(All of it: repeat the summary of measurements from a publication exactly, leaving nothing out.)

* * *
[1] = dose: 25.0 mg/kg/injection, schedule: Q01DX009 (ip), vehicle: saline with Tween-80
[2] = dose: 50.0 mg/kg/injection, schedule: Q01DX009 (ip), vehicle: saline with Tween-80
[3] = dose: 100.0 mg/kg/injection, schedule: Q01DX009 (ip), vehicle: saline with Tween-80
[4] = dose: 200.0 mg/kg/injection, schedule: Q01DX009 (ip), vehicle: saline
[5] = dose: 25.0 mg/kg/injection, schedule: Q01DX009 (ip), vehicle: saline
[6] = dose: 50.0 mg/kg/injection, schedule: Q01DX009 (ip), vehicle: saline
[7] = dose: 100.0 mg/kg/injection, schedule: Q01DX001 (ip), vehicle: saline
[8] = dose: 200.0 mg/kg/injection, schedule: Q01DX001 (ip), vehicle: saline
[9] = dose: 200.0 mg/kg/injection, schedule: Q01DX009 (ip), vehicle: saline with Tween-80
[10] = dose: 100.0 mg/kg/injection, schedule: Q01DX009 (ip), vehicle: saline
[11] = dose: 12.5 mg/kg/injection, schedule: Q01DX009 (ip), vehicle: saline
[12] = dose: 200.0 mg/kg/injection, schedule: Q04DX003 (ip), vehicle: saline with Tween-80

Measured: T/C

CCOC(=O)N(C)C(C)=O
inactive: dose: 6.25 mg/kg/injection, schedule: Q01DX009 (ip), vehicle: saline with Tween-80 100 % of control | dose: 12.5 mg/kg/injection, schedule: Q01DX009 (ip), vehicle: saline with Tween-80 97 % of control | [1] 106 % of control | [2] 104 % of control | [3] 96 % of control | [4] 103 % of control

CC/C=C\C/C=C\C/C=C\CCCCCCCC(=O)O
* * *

[1] = dose: 25.0 mg/kg/injection, schedule: Q01DX009 (ip), vehicle: saline with Tween-80
[2] = dose: 50.0 mg/kg/injection, schedule: Q01DX009 (ip), vehicle: saline with Tween-80
[3] = dose: 100.0 mg/kg/injection, schedule: Q01DX009 (ip), vehicle: saline with Tween-80
[4] = dose: 200.0 mg/kg/injection, schedule: Q01DX009 (ip), vehicle: saline
[5] = dose: 25.0 mg/kg/injection, schedule: Q01DX009 (ip), vehicle: saline
[6] = dose: 50.0 mg/kg/injection, schedule: Q01DX009 (ip), vehicle: saline
[7] = dose: 100.0 mg/kg/injection, schedule: Q01DX001 (ip), vehicle: saline
[8] = dose: 200.0 mg/kg/injection, schedule: Q01DX001 (ip), vehicle: saline
[9] = dose: 200.0 mg/kg/injection, schedule: Q01DX009 (ip), vehicle: saline with Tween-80
[10] = dose: 100.0 mg/kg/injection, schedule: Q01DX009 (ip), vehicle: saline
[11] = dose: 12.5 mg/kg/injection, schedule: Q01DX009 (ip), vehicle: saline
[12] = dose: 200.0 mg/kg/injection, schedule: Q04DX003 (ip), vehicle: saline with Tween-80

Measured: T/C

CCOC(=O)N(C)C(C)=O
inactive: dose: 6.25 mg/kg/injection, schedule: Q01DX009 (ip), vehicle: saline with Tween-80 100 % of control | dose: 12.5 mg/kg/injection, schedule: Q01DX009 (ip), vehicle: saline with Tween-80 97 % of control | [1] 106 % of control | [2] 104 % of control | [3] 96 % of control | [4] 103 % of control

CC/C=C\C/C=C\C/C=C\CCCCCCCC(=O)O